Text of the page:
The Historia De La Musica Rock Complete Discography

Historia De La Muscia Rock: Lou Reed album cover.by Steven Goss — While browsing through my favorite dollar bin the other day I found and purchased “Historia De La Musica Rock: Lou Reed.” I know there are better Lou Reed greatest hits compilations out there, such as the three disc LP “NYC Man,” but for me buying this record was not about the music as much as it was a reason to acquire a “Historia De La Musica Rock” record for my collection.

If you’ve been inside a record shop or two, you’ve most likely come across a “Historia De La Musica Rock” LP.  (It’s either that or you’re fan of Pussy Galore.)  When you see one you immediately know what it is, because each record has the same design.  There’s a glossy photo of the artist surrounded by a glowing neon border floating inside a star-filled cosmos and the title “Historia De La Musica Rock” proclaimed in solid gold lettering.  The first one must’ve sold so well that they decided, why change what works?

Now what I never noticed until I bought this particular record is that each one has a volume number.  So, for example, my Lou Reed record is volume 27.  This got me thinking, volume 27 out of what exactly?  I assumed that if I typed “Historia De La Musica Rock” into the old Internet machine, I would find twenty different music nerds telling me all sorts of things about this series.  However, that didn’t happen.  I did find a ton of sites dedicated to specific artists, such as Lou Reed, that contained a “Historia De La Musica Rock” record on the discography page.  What I didn’t find was a comprehensive list of the actual series.

At first I was somewhat disappointed with the record nerds that I depend on for my music information, but then I thought to myself, “Wait, I can be that record nerd!”  So here is what I believe to be the only complete listing of every “Historia De La Musica Rock” record.  Happy Hunting.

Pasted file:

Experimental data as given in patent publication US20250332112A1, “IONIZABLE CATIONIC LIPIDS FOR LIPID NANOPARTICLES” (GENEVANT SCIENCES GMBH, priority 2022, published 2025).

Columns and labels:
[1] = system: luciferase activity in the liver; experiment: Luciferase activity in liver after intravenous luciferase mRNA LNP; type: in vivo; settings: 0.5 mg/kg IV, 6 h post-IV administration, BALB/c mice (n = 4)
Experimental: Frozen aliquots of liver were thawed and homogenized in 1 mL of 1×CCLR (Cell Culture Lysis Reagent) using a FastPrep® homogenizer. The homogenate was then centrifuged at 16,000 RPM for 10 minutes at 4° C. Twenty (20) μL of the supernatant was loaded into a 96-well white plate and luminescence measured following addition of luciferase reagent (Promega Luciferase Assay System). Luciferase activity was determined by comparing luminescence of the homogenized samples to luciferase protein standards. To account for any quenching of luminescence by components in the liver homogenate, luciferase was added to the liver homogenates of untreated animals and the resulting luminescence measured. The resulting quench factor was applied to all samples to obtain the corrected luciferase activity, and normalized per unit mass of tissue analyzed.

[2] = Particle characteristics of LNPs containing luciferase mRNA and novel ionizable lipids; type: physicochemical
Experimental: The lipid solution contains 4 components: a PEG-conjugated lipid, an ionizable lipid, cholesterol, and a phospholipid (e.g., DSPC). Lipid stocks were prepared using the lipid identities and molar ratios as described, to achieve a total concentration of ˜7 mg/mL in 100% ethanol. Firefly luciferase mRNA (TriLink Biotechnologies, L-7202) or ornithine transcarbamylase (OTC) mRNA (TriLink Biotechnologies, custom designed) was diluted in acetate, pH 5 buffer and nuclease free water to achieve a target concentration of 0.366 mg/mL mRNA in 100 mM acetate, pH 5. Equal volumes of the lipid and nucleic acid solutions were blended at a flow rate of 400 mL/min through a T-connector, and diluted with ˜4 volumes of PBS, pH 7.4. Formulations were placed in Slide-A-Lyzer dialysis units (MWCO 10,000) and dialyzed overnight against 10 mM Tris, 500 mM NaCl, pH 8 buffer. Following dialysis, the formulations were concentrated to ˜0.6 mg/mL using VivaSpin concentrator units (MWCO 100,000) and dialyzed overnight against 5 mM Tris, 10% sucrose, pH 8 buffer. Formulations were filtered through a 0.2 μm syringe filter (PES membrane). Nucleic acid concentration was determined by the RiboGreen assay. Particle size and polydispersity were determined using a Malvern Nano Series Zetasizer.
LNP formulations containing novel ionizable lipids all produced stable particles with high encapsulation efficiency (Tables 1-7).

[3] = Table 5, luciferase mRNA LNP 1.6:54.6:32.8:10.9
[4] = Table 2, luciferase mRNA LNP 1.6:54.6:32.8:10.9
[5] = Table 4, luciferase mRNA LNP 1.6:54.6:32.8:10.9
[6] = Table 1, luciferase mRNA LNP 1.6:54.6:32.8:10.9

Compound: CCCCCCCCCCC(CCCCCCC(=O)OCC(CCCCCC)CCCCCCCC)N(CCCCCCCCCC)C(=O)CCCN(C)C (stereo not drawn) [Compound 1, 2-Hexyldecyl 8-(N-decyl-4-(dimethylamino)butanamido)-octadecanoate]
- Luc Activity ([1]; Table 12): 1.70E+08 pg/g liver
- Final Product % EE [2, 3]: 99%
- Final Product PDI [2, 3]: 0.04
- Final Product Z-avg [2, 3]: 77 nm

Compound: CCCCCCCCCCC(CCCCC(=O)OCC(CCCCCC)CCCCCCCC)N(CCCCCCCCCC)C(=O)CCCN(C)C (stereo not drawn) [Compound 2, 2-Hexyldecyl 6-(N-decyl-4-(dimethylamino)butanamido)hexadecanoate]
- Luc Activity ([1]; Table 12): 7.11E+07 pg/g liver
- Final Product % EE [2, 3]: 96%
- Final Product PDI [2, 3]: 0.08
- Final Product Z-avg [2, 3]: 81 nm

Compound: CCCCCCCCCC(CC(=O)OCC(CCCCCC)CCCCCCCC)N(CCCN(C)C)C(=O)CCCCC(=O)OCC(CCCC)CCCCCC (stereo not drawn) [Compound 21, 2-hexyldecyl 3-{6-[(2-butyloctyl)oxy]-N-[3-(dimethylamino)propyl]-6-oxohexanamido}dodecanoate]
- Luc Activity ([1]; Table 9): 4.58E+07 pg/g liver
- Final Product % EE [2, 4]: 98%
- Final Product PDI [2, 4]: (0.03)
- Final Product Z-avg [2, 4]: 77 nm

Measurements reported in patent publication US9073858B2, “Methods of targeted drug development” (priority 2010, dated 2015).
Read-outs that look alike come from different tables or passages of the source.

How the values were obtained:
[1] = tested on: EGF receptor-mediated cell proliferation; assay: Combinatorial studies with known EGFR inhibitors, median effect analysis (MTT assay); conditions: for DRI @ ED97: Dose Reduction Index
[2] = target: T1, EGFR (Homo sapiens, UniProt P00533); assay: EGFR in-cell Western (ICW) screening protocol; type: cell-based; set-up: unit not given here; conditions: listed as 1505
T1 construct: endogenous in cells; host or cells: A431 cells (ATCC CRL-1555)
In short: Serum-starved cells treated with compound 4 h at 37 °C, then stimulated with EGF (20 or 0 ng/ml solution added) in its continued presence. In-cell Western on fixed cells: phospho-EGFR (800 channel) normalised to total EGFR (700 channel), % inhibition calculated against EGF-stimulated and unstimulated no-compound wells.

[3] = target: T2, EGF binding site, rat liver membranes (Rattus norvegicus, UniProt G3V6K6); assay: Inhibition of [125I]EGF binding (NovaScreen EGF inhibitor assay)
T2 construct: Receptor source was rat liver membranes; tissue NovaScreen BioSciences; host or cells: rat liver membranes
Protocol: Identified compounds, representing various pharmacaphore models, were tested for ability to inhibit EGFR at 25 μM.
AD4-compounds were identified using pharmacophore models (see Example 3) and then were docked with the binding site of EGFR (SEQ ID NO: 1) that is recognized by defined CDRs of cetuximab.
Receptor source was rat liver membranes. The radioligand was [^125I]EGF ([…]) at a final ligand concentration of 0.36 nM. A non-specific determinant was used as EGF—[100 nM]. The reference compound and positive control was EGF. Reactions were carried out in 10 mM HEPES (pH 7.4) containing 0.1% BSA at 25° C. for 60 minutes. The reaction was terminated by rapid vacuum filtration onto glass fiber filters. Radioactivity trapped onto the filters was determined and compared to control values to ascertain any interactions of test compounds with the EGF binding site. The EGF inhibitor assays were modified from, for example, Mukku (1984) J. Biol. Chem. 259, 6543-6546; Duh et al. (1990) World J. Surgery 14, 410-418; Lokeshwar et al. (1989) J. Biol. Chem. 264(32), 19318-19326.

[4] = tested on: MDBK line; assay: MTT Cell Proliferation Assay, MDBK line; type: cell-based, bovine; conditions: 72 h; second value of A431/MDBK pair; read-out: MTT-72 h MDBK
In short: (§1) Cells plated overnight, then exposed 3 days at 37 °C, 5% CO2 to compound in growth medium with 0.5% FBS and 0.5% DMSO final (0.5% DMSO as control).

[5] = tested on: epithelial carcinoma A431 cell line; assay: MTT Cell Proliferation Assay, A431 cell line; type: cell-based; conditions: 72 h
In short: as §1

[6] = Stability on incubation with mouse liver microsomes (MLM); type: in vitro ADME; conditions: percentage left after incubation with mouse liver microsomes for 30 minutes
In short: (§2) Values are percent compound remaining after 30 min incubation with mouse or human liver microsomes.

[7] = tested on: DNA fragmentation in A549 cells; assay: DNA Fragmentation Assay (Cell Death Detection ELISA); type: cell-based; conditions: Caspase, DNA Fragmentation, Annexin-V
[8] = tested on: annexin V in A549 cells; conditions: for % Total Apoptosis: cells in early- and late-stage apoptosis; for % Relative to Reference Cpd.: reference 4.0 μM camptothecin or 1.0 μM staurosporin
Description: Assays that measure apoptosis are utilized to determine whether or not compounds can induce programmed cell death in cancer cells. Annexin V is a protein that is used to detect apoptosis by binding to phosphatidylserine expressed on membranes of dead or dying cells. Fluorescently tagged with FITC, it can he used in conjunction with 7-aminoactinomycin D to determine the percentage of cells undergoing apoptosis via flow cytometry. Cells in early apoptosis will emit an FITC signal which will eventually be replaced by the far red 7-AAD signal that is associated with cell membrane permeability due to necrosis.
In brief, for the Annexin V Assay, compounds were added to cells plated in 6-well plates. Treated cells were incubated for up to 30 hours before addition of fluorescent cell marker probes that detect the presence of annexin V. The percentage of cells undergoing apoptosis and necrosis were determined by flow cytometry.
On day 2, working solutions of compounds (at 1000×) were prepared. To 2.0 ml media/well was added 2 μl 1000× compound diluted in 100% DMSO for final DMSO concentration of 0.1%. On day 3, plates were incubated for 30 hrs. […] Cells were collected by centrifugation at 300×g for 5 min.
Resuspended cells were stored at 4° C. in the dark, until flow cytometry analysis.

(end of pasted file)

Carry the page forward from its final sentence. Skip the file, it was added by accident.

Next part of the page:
1. The Rolling Stones
2. Jimi Hendrix
3. Jerry Lee Lewis
4. David Bowie
5. John Mayall
6. The Beatles
7. Genesis
8. The Dave Clark Five
9. Small Faces
10. Eric Clapton
11. Joe Cocker
12. Rod Stewart
13. T. Rex
14. Eric Burdon
15. Procol Harum
16. Manfred Mann
17. Taste
18. The Allman Brothers Band
19. Bill Haley & The Comets
20. Chuck Berry
21. Julie Driscoll, Brian Auger and the Trinity
22. The Pretty Things
23. Dave Dee, Dozy, Beaky, Mick & Tich
24. Fats Domino
25. The Nice
26. Elvis Presley
27. Lou Reed
28. Chicago
29. James Brown
30. Santana
31. Bob Dylan
32. Blood, Sweat and Tears
33. Janis Joplin
34. Leonard Cohen
35. Brian Poole and the Tremeloes / The Tornados
36. John McLaughlin
37. The Who
38. The Velvet Underground
39. Lulu / Tommy Steele
40. Cat Stevens
41. The Righteous Brothers
42. The Hollies
43. Roger Daltrey
44. Elton John
45. Them
46. The Moody Blues
47. The Kinks
48. Roy Orbison
49. Savoy Brown
50. Ten Years After
51. Ted Nugent and The Amboy Dukes
52. Status Quo
53. Slade
54. Chick Corea
55. Rainbow
56. Fairport Convention
57. Cream
58. Bachman Turner Overdrive
59. Graham Parker and The Rumor
60. The Walker Brothers
61. Kansas
62. Boston
63. Jeff Beck
64. Little Richard
65. Melanie
66. Jethro Tull
67. Donovan
68. Mahavishnu Orchestra
69. Three Degrees
70. Labelle
71. The O’Jays
72. Poco
73. Dave Mason
74. The Byrds
75. Billy Paul